The executing threads 210 may then be communicated along two paths. One path is to a pattern compiler 212 for generation of a virus signature to be input to a master pattern file 214. Generation of a virus signature is also termed virus pattern extraction or virus signature extraction. This path provides for the generation of a virus signature for new viruses. When new viruses are found and analyzed by the virus analyst 222, the new virus code is used as scripting source code 204 and input to parser 206. This path helps the virus analyst 222 and reduces the analyzing workload since it generates a rough signature of the virus. The other path is to a pattern matcher 218 for use in virus pattern or virus signature identification. This second path is used by the virus scan engine 200 for matching known virus signatures and detecting the possible virus.

When we know that the scripting source code 204 is a scripting virus, the executing threads 210 are sent to the virus analyst 222. Virus analyst 222 evaluates and revises the executing threads 210 to determine the minimum key actions required for a virus to properly infect a system, e.g., the minimum key action set. This minimum key action set is termed the virus signature. The virus analyst 222 may augment the virus signature to include more or fewer key actions. Too many key actions will result in some viruses circumventing a pattern match due to lack of an identified a key action, while too few key actions will result in too many input codes being identified as viruses, e.g., false alarms.

The virus analyst 222 may also add logical nodes and/or pointers to the virus signature. These nodes may assist in later pattern matching processes to indicate matching orders of key actions in the virus signature, such as serial or parallel matching orders. Additionally, the virus analyst 222 can expand the dictionary of key actions and put the dictionary of key actions into the virus pattern file to aid in the interpretation of the virus signature. By placing the dictionary of key actions in the virus pattern file, rather than predefining in the parser 206, the virus analyst 222 has greater flexibility in designing the virus pattern since he/she can expand the dictionary to cover new key actions which are not defined in original design.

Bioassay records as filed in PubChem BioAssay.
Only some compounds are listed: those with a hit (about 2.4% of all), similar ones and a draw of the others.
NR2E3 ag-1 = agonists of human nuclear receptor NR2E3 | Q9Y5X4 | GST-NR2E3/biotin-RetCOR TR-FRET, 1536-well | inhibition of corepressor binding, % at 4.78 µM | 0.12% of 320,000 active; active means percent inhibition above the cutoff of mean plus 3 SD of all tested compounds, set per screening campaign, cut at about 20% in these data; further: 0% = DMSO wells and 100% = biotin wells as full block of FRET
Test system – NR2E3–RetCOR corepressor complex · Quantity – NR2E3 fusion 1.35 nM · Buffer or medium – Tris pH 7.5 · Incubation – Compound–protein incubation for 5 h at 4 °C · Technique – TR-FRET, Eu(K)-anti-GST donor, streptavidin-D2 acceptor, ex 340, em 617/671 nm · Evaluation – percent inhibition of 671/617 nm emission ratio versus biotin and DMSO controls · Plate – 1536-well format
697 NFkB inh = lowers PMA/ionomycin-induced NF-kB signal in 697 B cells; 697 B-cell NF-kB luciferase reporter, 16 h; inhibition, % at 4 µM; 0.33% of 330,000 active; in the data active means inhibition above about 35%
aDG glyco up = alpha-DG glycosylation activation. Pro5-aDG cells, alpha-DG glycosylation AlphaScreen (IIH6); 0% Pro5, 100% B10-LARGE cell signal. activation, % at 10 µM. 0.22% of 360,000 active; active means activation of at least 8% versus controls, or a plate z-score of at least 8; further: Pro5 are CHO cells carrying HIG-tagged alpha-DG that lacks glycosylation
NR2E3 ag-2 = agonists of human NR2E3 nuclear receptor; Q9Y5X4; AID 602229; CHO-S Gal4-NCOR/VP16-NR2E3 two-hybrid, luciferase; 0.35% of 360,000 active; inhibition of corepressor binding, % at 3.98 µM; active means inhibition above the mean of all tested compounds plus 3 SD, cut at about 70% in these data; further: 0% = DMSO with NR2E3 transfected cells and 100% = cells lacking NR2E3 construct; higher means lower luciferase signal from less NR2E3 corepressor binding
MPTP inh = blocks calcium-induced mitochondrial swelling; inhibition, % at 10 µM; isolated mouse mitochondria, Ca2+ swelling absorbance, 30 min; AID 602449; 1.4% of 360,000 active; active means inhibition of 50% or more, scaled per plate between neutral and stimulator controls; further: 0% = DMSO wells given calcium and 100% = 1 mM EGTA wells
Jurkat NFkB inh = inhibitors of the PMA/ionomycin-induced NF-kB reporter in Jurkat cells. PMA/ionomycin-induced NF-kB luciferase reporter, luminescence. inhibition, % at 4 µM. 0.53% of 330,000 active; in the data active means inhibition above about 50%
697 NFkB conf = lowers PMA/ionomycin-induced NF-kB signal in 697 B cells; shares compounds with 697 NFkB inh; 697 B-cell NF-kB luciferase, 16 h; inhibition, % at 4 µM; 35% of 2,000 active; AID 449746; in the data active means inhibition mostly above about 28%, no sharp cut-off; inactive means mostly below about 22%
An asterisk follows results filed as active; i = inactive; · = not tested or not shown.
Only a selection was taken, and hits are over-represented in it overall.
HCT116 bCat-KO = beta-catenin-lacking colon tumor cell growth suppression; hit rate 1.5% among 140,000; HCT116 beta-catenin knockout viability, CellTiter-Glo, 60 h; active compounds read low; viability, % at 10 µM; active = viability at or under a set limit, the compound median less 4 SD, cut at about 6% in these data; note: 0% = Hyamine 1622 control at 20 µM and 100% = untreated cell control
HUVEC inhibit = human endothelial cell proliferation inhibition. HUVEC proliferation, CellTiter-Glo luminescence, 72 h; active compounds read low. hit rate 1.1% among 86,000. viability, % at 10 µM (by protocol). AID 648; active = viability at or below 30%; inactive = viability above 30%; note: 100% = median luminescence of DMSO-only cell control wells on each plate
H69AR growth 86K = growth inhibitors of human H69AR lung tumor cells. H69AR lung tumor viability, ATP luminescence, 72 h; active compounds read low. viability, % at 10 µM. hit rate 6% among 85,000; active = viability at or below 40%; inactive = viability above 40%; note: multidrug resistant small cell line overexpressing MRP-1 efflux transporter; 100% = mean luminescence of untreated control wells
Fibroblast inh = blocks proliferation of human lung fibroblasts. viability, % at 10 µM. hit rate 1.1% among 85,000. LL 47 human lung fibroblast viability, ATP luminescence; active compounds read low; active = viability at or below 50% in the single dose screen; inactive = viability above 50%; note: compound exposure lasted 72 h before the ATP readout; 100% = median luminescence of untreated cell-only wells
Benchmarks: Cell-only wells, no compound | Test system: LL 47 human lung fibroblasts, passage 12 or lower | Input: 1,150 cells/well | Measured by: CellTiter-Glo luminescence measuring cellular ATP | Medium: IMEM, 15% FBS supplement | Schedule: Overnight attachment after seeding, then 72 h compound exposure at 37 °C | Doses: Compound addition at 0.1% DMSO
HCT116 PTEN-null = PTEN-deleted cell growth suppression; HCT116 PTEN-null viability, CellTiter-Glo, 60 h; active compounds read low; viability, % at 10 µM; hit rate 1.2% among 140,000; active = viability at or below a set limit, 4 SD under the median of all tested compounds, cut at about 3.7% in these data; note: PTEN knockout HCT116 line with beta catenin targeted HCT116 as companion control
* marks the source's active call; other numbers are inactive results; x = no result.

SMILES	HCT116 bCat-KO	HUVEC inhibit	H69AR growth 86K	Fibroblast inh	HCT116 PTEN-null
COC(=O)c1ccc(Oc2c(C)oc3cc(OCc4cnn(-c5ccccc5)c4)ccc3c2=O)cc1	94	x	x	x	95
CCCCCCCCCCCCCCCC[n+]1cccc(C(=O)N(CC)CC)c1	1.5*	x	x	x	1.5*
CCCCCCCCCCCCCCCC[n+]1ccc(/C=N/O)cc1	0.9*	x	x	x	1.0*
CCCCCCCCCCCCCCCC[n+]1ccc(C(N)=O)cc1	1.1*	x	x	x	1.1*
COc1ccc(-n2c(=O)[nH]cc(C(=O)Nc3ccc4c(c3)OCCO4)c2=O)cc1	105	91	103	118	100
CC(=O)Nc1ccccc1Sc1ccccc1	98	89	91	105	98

The revised executing threads, e.g., the virus signature is then input to the pattern compiler 212. The pattern compiler 212 then compiles the virus signature as an output virus pattern file. The pattern compiler 212 may generate the virus pattern file in a variety of formats, such as, for example, text or binary formats. The pattern compiler 212 will also create the dictionary of key actions that define the virus signature as part of the virus pattern file. The virus pattern file is then input to the master pattern file 214.

With the second path, the executing threads 210 are input to a pattern matcher 218 which compares the current program's executing thread 210 against a virus signature. A pattern reader 216 reads the virus signature from a virus pattern file in the master pattern file 214 and inputs the virus signature to the pattern matcher 218. The pattern matcher 218 compares the current program's executing thread 210 with the virus signature and outputs the result 220 of the pattern matching process.

The pattern matching process is implemented in a variety of ways. The basic pattern matching process is serial chain matching. A serial chain is an ordered sequence of key action nodes. In serial chain matching, all the key actions in the virus signature must be matched in the exact order to the key actions of the executing thread 210. There may be some extra key actions in the executing thread 210, which are termed “noise”, that are discarded.

A more complex pattern matching process is parallel chain pattern matching. A parallel chain is composed of two or more serial chains, and includes “AND” and “OR” type logic nodes. In an “AND” type chain, all of the serial chains must be matched using a serial chain matching algorithm, but the matching order of every serial chain, even every key action in every serial chain, is not mandatory. However, the matching order of all key actions in a certain serial chain is mandatory. In an “OR” type chain, either of the serial chains must be matched using a serial chain matching algorithm with the mandatory matching order. Furthermore, a parallel chain could substitute in to one or more key action nodes of a serial chain, so that serial chain and parallel chains could be iterated in the virus signature design, resulting in a very flexible virus signature.